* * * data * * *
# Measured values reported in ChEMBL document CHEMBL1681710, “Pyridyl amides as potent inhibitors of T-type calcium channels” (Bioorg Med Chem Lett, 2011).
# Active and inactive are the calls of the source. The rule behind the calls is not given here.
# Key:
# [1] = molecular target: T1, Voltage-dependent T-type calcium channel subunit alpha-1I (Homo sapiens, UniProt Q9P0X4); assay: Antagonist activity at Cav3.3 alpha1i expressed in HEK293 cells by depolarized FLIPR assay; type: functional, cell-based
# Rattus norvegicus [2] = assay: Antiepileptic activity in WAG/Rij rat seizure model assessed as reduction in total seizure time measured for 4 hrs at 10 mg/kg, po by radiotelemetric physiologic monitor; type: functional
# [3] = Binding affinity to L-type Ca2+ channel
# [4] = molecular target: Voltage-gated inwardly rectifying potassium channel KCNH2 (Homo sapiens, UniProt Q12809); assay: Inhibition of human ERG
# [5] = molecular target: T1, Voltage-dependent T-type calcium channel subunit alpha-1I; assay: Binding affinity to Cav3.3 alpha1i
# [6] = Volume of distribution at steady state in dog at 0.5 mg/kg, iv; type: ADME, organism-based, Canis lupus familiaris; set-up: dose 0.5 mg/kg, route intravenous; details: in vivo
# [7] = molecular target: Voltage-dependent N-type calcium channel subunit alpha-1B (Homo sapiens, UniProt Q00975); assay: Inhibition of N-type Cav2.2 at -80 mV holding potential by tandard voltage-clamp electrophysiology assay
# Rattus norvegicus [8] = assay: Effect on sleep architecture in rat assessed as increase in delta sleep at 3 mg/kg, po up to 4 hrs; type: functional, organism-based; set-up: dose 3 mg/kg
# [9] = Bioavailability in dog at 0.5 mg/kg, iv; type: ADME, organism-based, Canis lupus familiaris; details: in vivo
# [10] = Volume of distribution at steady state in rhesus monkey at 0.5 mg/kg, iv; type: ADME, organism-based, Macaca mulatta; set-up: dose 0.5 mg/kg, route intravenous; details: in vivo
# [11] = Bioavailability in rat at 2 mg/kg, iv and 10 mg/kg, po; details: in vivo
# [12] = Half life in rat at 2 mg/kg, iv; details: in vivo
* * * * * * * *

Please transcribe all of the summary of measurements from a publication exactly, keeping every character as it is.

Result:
# Measured values reported in ChEMBL document CHEMBL1681710, “Pyridyl amides as potent inhibitors of T-type calcium channels” (Bioorg Med Chem Lett, 2011).
# Active and inactive are the calls of the source. The rule behind the calls is not given here.
# Key:
# [1] = molecular target: T1, Voltage-dependent T-type calcium channel subunit alpha-1I (Homo sapiens, UniProt Q9P0X4); assay: Antagonist activity at Cav3.3 alpha1i expressed in HEK293 cells by depolarized FLIPR assay; type: functional, cell-based
# Rattus norvegicus [2] = assay: Antiepileptic activity in WAG/Rij rat seizure model assessed as reduction in total seizure time measured for 4 hrs at 10 mg/kg, po by radiotelemetric physiologic monitor; type: functional
# [3] = Binding affinity to L-type Ca2+ channel
# [4] = molecular target: Voltage-gated inwardly rectifying potassium channel KCNH2 (Homo sapiens, UniProt Q12809); assay: Inhibition of human ERG
# [5] = molecular target: T1, Voltage-dependent T-type calcium channel subunit alpha-1I; assay: Binding affinity to Cav3.3 alpha1i
# [6] = Volume of distribution at steady state in dog at 0.5 mg/kg, iv; type: ADME, organism-based, Canis lupus familiaris; set-up: dose 0.5 mg/kg, route intravenous; details: in vivo
# [7] = molecular target: Voltage-dependent N-type calcium channel subunit alpha-1B (Homo sapiens, UniProt Q00975); assay: Inhibition of N-type Cav2.2 at -80 mV holding potential by tandard voltage-clamp electrophysiology assay
# Rattus norvegicus [8] = assay: Effect on sleep architecture in rat assessed as increase in delta sleep at 3 mg/kg, po up to 4 hrs; type: functional, organism-based; set-up: dose 3 mg/kg
# [9] = Bioavailability in dog at 0.5 mg/kg, iv; type: ADME, organism-based, Canis lupus familiaris; details: in vivo
# [10] = Volume of distribution at steady state in rhesus monkey at 0.5 mg/kg, iv; type: ADME, organism-based, Macaca mulatta; set-up: dose 0.5 mg/kg, route intravenous; details: in vivo
# [11] = Bioavailability in rat at 2 mg/kg, iv and 10 mg/kg, po; details: in vivo
# [12] = Half life in rat at 2 mg/kg, iv; details: in vivo